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The End Of The Weekend

 A dying firelight slides along the quirt
Of the cast iron cowboy where he leans
Against my father's books.
The lariat Whirls into darkness.
My girl in skin tight jeans Fingers a page of Captain Marriat Inviting insolent shadows to her shirt.
We rise together to the second floor.
Outside, across the lake, an endless wind Whips against the headstones of the dead and wails In the trees for all who have and have not sinned.
She rubs against me and I feel her nails.
Although we are alone, I lock the door.
The eventual shapes of all our formless prayers: This dark, this cabin of loose imaginings, Wind, lip, lake, everything awaits The slow unloosening of her underthings And then the noise.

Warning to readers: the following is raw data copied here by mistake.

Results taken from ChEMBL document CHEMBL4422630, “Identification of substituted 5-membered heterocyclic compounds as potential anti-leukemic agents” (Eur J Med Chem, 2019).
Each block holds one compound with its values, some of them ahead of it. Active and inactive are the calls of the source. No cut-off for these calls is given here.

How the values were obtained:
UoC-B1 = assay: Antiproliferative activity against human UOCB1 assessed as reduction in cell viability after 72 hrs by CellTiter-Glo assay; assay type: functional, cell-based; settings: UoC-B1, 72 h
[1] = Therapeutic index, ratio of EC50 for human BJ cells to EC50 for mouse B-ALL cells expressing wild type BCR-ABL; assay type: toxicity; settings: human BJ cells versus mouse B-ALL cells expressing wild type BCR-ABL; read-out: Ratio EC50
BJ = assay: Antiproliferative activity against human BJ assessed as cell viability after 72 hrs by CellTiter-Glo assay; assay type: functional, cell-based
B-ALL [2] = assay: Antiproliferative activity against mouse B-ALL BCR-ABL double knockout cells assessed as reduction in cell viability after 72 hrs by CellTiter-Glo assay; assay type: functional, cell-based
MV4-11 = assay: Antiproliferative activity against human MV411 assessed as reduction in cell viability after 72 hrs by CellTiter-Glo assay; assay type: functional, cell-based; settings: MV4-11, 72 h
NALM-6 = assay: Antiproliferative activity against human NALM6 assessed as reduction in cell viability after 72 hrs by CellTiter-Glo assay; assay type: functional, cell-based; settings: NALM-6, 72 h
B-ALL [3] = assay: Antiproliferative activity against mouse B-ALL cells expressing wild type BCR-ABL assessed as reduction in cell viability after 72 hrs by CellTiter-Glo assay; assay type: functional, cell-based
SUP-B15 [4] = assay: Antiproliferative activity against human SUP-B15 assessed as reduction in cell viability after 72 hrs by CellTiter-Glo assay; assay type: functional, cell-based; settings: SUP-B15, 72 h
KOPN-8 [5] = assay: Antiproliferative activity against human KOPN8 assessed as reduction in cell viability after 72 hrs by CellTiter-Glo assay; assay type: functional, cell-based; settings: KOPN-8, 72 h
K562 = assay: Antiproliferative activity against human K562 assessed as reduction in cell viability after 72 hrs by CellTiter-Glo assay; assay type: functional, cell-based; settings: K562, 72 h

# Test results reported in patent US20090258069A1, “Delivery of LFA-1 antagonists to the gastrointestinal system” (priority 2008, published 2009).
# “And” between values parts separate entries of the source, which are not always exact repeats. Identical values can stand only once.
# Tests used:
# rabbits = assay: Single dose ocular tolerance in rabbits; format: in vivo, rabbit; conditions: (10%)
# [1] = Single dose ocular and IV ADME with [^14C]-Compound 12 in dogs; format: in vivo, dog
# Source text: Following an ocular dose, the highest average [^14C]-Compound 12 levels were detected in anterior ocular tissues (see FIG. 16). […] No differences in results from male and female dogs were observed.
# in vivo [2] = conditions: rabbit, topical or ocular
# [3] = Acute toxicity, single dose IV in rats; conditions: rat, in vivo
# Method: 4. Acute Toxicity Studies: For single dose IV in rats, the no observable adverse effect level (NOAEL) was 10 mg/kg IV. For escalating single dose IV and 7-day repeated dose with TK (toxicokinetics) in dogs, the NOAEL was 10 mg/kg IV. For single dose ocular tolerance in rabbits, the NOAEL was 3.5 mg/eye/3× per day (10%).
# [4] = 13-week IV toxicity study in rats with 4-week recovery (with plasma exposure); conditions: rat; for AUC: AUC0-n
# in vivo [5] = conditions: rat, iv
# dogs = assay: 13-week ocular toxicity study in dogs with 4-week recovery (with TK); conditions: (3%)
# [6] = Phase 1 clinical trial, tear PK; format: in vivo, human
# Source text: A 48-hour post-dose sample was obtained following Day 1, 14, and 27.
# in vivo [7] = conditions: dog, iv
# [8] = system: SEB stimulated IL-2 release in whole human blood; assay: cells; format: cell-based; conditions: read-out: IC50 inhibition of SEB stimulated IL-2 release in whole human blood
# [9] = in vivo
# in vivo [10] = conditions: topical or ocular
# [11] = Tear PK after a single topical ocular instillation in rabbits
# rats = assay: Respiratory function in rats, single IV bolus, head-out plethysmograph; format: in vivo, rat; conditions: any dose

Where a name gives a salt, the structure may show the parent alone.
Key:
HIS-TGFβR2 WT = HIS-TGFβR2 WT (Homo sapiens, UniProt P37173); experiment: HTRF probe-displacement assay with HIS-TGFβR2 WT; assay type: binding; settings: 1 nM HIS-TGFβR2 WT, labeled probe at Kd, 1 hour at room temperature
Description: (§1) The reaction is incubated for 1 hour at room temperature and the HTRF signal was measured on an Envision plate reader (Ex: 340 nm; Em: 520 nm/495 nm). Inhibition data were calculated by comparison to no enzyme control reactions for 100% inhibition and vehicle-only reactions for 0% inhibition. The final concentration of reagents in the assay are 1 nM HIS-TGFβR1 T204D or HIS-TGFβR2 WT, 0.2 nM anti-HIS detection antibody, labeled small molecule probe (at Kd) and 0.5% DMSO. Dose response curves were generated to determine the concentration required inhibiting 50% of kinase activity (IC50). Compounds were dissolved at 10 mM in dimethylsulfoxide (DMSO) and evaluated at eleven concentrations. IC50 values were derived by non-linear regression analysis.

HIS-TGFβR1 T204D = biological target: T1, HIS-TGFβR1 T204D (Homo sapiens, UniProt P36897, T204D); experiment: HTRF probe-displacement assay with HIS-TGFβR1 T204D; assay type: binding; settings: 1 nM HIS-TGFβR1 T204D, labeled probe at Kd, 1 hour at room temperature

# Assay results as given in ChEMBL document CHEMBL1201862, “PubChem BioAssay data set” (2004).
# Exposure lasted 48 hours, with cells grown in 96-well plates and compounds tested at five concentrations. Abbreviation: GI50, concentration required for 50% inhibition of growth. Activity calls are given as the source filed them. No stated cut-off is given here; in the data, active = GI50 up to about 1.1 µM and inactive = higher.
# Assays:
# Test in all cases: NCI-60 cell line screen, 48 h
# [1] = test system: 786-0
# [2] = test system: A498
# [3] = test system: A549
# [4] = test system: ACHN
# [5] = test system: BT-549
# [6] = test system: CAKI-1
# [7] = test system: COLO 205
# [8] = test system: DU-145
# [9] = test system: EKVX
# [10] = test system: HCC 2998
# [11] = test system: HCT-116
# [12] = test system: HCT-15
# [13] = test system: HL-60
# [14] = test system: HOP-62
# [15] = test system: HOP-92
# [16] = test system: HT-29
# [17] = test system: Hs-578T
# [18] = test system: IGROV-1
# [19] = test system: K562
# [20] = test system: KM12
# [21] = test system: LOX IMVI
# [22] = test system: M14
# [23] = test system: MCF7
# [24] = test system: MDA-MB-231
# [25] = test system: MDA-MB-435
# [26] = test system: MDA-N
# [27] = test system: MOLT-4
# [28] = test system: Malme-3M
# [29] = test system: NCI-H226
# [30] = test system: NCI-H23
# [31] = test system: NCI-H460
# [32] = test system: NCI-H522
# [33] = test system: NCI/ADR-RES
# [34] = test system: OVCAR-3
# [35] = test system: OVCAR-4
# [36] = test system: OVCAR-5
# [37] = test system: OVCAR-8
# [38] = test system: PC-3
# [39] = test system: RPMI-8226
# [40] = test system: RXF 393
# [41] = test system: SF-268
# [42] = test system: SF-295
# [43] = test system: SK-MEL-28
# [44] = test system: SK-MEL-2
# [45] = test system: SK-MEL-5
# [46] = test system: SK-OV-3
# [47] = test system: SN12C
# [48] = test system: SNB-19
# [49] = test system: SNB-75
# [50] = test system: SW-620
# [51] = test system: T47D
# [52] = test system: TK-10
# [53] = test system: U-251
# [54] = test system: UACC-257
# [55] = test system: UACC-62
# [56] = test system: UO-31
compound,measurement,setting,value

Something is dropped.
It grates against the attic beams.
I climb the stairs Armed with a belt.
A long magnesium shaft Of moonlight from the dormer cuts a path Among the shattered skeletons of mice.
A great black presence beats its wings in wrath.
Above the boneyard burn its golden eyes.
Some small grey fur is pulsing in its grip.

Poem by Anthony Hecht
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